When you sail with us our experienced skippers will try and include a little insight into the history of the Leeds and Liverpool canal whilst you enjoy a relaxing sail along one of the oldest and longest navigation canals in the UK.
The concept of a series of navigation canals came as a result of a rapidly growing and influential northern industries. Coal, limestone and textiles were the main drivers of the need to provide growing towns and cities with raw materials, fuels and goods. The capacity of the existing network of rivers was no longer capable of servicing this growth.
The Leeds and Liverpool canal was proposed as a result of how successful the Bridgwater Canal (opened in 1761) had been in getting coal to Manchester and Liverpool (via Runcorn). There was initial disagreement regarding the proposed route with Wigan’s coalfields originally not served by the committee’s draft plans. This was resolved and the 1768 budget for the project was set (by James Brindley) at £259,000 (£40m in 2022!).
An Act of Parliament was granted in 1770 and work at the Lancashire end started near Halsall in 1773. Blighted by shortfalls in funds and engineering difficulties there were several instances of work stopping completely including ten years from 1781 whilst manpower and funds were diverted to
the colonial wars in America. The canal was finally completed in 1816. 127 miles and 91 locks and
featuring some fantastic feats of engineering including the spectacular Bingley 5 Rise staircase locks. It is possible to travel coast to coast by continuing eastwards from Leeds via the Air Calder navigation.
The prime cargoes were coal, limestone, cotton, jute and timber but essentially any goods requiring shipping could be carried. Ainscough Mill in Burscough had their own fleet of 9 boats and were a major employer in the area. The ‘short boats’ utilised their wide beams to carry up to 45 tons which meant they could compete with the initial growth of the railway industry but this, combined with the depletion of the coalfields eventually led to a steep decline in commercial traffic with the last shipment of coal recorded as 1972.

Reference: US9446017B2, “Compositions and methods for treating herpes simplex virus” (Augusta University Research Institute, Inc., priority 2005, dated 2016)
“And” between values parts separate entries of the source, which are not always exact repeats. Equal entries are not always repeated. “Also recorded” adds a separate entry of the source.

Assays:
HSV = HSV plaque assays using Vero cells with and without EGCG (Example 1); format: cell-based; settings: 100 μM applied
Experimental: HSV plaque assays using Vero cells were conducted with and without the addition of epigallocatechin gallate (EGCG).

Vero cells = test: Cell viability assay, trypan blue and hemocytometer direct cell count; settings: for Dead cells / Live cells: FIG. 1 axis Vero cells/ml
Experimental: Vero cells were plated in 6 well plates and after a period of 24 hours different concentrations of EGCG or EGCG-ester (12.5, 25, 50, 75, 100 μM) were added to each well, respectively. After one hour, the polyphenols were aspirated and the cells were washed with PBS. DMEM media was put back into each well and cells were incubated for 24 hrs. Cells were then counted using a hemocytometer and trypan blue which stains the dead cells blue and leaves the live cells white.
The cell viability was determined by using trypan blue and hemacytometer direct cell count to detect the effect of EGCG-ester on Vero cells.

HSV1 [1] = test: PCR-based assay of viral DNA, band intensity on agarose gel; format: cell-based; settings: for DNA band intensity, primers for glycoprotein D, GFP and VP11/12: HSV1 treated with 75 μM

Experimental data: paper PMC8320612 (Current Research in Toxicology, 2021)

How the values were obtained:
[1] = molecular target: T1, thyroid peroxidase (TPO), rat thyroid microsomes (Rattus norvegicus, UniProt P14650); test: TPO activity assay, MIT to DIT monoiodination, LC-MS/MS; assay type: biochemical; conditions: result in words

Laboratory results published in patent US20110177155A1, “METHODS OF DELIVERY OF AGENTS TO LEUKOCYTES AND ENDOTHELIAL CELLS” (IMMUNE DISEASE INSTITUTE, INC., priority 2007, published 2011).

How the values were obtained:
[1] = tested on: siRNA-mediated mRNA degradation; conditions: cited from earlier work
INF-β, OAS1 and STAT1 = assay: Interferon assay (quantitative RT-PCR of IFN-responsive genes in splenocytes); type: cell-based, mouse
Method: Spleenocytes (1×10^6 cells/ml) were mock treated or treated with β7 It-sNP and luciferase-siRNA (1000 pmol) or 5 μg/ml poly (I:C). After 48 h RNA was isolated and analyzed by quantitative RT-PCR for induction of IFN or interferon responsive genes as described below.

The Industrial Revolution witnessed the canals in their prime which allowed all the supporting trades to grow at a burgeoning rate. Burscough Wharf is a good example of this with vets and farriers employed by the ‘horse hospital’ and stables plus carpenters, blacksmiths, rope and fender makers amongst
other thriving trades.
Another strong historical link locally is the Rufford Branch. Seven miles north to Tarleton but by using the River Douglas and The Ribble Link you can sail north onto The Lancaster canal – a popular trip in summertime. The branch winds through some beautiful countryside and it’s possible to see kingfishers, house martins and herons amongst the more common moorhens and coots. Bridge No. 1 on the Rufford Branch is a beautiful architectural feature at Top Locks and also features a dry dock that was once used to allow bargees and boat owners to clean the hulls of their boats or attend to rudder repairs. It’s also the home of some delightful canal cottages and the excellent watering hole The Ship at Lathom.
Further east you can utilise the Leigh branch from Wigan to get onto the very picturesque Bridgewater Canal as a gateway to Manchester and the Midlands. Even just from this post you can see that there is a wealth of history plus the chance to see beautiful fauna and flora and stunning Victorian architecture.
We’ve carried a huge variety of passengers in our 12 year history with one of our most common reactions being “we had no idea there was so much to see and learn about”. This is quite often from people who walk or cycle on the canal who had no idea what ‘stop planks were or how locks work or how to distinguish between a male and a female swan !
Come and join us at Lancashire Canal Cruises. We love to meet new passengers and we always treasure our repeat customers too.